COLUMBUS — Introduced by a daughter she shares with U.S. Sen. Sherrod Brown, Larke Recchie stares into the camera and condemns the attack ad that never was.
“I want to set the record straight,” she says. “Divorce can be difficult and ours was no different, but DeWine’s ad was inexcusable.”
Cut to a medium close-up of Pulitzer Prize-winning columnist Connie Schultz, saying, “I’m Sherrod’s wife, Connie, and our family is united in condemning this attack ad.” The camera tracks out to reveal both women and Brown’s three daughters.
The 2006 ad never aired. Brown’s campaign prepared it in case Mike DeWine, Brown’s Republican opponent in the U.S. senate race, made an issue of Brown’s messy divorce, which he didn’t.
Today, Brown’s opponent in the 2012 Senate race, Josh Mandel, hasn’t made an issue of it, either. But the story of Brown’s “difficult” late-1980s divorce broke all over Ohio last month after two conservative websites published articles on allegations of violence Brown’s ex-wife made during the divorce.
After Breitbart.com and The Washington Free Beacon published their articles, and the National Republican Senatorial Committee sent around a link, the story was picked up by mainstream media outlets.
The Gannett newspapers in Ohio ran the story, as did the Akron Beacon Journal, and any number of blogs.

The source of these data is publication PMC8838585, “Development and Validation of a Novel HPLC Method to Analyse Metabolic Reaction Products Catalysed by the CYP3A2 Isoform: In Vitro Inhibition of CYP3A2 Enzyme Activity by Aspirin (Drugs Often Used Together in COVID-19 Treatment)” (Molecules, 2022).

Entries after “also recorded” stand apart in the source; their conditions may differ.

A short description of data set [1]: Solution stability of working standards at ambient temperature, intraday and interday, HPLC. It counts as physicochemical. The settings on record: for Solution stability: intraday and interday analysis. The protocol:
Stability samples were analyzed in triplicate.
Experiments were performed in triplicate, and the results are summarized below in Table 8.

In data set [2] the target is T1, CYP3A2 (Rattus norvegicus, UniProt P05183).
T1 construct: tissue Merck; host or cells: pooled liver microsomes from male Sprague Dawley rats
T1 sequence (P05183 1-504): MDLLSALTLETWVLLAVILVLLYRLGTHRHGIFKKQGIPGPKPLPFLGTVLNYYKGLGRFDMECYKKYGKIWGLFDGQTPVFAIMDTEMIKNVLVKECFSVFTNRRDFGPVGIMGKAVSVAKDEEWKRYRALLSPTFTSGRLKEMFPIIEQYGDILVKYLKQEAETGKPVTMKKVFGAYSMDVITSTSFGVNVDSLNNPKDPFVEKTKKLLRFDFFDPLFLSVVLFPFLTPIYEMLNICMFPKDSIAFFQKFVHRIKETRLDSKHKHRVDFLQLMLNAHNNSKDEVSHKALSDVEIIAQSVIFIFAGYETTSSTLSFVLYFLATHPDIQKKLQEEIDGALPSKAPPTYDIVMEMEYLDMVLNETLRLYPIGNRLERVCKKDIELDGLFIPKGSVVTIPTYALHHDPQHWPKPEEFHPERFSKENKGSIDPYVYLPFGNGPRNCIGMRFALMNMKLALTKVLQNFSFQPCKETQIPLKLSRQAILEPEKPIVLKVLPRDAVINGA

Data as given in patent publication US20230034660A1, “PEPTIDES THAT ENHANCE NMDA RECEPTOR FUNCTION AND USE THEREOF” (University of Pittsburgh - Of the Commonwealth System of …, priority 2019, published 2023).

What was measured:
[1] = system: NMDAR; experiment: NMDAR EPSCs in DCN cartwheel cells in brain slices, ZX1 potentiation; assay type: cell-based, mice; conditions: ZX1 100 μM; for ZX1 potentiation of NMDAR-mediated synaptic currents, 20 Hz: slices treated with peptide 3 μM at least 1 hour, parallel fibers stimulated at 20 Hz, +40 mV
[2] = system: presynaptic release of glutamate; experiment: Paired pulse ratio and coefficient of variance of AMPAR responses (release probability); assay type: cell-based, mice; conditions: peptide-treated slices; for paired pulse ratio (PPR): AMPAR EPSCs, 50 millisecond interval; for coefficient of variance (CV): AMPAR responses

Yet most of the major papers in Ohio haven’t touched the story, though it’s unquestionably important — a story that could end the career of either candidate, depending on how it’s handled.
The divorce issue resurfaced last month in almost the same way it came up the first time, in 1992: a family matters bill moving through Congress provided plausible cover for bringing up a subject that many consider out of bounds: Brown’s own family life.
Back then, it was the Family and Medical Leave Act. This time, it’s reauthorization of the Violence Against Women Act.
But much has changed in how this sort of story gets covered — which questions get asked, and which remain unanswered. By continuing to judge news the way they did pre-Internet, editors and reporters are ceding the field to other sources of information, some less than credible.
The Gannett newspapers tried to duck responsibility for participating in a potential smear campaign by making the lede a bit of finger-pointing:
“The political fight over the Violence Against Women Act has hit a new level of nasty, at least in Ohio,” began the May 7 story from the Gannett Washington Bureau. “The National Republican Senatorial Committee sent out a link on Monday to a story, written by a conservative website, reviving 26-year-old domestic violence allegations made against Sen. Sherrod Brown by his wife during a messy divorce.”
In other words, “We’re not the ones telling you about this nasty stuff, it’s the Republicans. There’s no such thing as an observer effect. Don’t Google it.”
Readers of all those papers got the same account of the vague accusations of violence Recchie made in divorce papers: “Brown’s ex-wife, Larke Recchie, has since characterized the allegations she made during the 1986 proceeding as ‘angry words’ made during an ‘unfriendly ordeal.’”